So you want to learn type theory... but where to start? Here are some suggestions.
First, watch Frank Pfenning's OPLSS2012 lectures "Proof Theory Foundations". The videos on the OPLSS website (here) are very large (>1gb per file, 3 files per lecture, 4 lectures), but they're also very high def (1080p I think) which means you can read what he writes on the whiteboard. The videos on YouTube (here) are smaller in size and resolution, but each video is a whole lecture, and it's on YouTube so you don't have to download anything. Other years have other versions of the course, which is also helpful as you get different emphasis, different audience questions, etc. but 2012 is the best, because the content can vary significantly from year to year, and 2012 provides the best general, foundational introduction to the ideas.
Update (15 May 2016) I've had several requests to add my Curry-Howard tutorial to this page, and I think this is the best place to put it in the progression, so consider this the first-and-a-half suggestion: A Tutorial on the Curry-Howard Correspondence.
Second, read Frank's lecture notes for his Constructive Logic course at CMU (here) which go along nicely with the OPLSS class.
Third, once you've felt you've properly understood what Frank was talking about, watch Bob Harper's OPLSS2012 lectures "Type Theory Foundations", at the same link above. This introduces a richer, more complicated theory that's necessary for doing dependently typed programming, mathematical reasoning, etc. YouTube videos are again available (here)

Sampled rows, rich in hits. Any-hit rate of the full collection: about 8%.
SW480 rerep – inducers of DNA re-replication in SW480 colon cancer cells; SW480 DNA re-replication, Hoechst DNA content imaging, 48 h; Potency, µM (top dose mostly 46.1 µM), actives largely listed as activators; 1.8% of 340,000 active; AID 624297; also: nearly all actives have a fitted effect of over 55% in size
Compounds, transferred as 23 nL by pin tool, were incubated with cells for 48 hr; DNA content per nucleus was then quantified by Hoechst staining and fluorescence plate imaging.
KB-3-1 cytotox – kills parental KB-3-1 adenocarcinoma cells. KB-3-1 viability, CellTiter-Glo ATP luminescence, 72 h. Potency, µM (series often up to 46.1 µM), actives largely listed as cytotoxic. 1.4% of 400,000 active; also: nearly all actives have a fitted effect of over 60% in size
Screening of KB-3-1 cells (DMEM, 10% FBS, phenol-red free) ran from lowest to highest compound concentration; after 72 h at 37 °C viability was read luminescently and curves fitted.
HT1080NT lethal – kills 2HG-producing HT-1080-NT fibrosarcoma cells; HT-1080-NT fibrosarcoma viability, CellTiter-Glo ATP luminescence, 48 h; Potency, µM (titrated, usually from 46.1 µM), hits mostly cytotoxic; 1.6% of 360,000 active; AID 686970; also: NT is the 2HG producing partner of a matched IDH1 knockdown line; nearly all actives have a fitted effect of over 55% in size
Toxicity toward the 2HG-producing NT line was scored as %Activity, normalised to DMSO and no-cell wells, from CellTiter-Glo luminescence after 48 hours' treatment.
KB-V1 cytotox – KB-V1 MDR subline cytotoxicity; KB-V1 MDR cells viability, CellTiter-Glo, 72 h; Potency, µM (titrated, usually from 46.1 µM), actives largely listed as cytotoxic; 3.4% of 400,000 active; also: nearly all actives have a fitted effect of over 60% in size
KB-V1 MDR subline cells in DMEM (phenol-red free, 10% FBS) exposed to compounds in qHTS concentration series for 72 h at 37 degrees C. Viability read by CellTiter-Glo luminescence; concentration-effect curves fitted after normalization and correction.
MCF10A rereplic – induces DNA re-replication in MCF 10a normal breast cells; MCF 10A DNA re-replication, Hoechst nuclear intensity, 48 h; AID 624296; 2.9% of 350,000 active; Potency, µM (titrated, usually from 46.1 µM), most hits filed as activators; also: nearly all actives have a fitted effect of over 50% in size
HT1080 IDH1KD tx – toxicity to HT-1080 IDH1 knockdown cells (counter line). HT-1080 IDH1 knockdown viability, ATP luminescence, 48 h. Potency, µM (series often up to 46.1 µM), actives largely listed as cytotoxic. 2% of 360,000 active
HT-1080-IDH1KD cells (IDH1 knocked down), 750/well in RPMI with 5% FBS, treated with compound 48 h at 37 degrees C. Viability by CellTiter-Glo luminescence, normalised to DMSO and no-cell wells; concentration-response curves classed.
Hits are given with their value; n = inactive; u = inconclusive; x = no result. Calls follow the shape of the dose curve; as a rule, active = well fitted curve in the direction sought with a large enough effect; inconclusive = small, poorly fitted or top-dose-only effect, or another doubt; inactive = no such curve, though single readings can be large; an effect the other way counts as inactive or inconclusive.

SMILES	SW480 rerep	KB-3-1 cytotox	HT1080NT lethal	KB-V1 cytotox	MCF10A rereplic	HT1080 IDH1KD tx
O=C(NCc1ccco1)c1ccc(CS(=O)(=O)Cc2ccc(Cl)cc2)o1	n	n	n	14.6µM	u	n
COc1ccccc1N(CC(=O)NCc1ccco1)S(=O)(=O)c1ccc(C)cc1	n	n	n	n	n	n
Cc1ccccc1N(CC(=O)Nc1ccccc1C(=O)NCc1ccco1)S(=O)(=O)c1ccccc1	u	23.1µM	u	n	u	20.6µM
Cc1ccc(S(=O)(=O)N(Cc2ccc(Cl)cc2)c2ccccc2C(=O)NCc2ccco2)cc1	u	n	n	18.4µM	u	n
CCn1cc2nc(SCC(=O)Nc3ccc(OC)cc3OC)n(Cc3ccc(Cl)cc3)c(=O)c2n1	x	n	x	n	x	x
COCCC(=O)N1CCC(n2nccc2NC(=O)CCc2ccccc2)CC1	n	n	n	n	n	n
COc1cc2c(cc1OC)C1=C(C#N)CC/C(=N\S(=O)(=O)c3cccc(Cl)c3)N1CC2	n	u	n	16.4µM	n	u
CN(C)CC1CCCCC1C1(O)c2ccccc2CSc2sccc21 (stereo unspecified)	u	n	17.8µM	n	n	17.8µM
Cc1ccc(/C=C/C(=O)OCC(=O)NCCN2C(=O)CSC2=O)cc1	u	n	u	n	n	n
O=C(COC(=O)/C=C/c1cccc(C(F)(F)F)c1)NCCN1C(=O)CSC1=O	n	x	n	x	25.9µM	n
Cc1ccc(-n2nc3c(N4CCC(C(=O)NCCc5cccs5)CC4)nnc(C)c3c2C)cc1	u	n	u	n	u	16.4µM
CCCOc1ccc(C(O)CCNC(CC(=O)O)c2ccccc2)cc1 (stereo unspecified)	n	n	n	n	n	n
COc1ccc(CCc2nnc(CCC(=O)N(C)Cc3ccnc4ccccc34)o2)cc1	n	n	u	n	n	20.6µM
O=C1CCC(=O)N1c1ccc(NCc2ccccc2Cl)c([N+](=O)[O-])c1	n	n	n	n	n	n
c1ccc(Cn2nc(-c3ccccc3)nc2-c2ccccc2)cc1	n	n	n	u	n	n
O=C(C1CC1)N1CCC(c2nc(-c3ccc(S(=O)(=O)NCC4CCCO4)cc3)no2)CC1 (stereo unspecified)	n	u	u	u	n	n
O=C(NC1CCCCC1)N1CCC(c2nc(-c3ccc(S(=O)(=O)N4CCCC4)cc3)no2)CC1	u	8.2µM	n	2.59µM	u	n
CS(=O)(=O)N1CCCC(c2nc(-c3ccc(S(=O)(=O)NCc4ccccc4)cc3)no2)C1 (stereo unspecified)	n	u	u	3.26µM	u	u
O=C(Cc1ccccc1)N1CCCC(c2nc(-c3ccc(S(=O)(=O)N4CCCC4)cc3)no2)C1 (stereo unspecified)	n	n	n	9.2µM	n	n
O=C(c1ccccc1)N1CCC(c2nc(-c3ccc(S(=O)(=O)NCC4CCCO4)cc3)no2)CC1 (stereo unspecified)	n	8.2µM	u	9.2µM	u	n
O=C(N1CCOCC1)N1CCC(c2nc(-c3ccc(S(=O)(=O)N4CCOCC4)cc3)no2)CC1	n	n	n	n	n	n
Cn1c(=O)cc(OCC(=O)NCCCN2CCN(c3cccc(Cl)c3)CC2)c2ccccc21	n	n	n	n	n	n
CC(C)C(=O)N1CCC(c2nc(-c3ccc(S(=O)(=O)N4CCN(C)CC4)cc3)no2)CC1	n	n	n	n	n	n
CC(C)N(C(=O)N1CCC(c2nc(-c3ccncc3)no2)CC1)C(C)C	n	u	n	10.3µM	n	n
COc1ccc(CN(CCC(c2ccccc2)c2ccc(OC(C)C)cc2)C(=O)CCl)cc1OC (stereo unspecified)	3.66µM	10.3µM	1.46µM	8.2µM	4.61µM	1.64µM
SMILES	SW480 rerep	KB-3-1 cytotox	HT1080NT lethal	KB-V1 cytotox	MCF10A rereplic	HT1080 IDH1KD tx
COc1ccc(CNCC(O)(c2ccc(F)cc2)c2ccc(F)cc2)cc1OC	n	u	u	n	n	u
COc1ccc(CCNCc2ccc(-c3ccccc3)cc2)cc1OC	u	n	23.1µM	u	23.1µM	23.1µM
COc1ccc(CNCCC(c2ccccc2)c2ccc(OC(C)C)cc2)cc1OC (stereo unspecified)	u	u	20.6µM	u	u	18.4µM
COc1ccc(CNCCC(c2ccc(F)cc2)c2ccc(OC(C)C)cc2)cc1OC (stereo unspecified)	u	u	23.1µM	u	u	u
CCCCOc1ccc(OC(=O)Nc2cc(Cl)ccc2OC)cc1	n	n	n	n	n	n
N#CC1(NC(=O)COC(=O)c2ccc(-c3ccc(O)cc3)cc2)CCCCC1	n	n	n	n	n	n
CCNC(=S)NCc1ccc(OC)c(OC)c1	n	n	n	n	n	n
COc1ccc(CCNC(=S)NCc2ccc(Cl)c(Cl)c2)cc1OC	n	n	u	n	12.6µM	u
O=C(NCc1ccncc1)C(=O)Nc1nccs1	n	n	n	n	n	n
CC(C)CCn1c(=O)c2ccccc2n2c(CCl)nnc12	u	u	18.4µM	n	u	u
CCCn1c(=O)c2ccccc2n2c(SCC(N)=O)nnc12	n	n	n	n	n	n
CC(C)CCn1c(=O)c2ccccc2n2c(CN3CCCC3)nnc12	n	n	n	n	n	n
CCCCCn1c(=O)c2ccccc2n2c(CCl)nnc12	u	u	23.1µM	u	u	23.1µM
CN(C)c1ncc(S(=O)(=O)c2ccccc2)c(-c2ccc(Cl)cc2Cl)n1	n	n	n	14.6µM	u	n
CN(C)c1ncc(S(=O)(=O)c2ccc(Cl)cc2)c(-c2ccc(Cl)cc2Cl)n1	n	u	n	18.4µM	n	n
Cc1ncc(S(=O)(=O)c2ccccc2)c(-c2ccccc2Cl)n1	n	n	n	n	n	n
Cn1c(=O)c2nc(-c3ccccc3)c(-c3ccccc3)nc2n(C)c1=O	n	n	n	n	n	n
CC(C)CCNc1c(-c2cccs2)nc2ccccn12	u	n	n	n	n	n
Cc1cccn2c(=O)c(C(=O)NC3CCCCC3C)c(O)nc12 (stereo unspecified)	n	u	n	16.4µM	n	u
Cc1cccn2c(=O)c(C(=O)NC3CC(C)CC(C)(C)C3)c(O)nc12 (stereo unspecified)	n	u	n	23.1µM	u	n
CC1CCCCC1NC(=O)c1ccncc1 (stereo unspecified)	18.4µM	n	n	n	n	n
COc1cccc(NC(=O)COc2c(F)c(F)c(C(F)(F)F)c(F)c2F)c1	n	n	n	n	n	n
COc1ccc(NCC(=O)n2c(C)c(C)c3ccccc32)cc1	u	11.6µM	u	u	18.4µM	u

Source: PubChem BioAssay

Fourth, read Programming in Martin-Löf Type Theory (here).
Another optional thing you can do is read Harper's excellent book Practical Foundations for Programming Languages (aka PFPL, here), and/or Ben Pierce's Types and Programming Languages. These are both oriented more towards implementing languages with rich type theories, rather than about type theory in and of itself, and so are longer and more involved, but they're great nonetheless.
If you're curious how to implement a type checker, I've written a blog post (here) which is hopefully enlightening.
While you're doing all of these, play around with various strongly typed programming languages, like ML, Haskell, and Agda. Also get on IRC. Go on freenode, join #haskell, #agda, and ##typetheory, and talk to people (my nick there is augur). Learn by doing, and talk to people when you get stuck. It really helps. Also get on Twitter, follow people into this sort of thing (my handle is @psygnisfive), check out who they talk to about type theory, and engage people.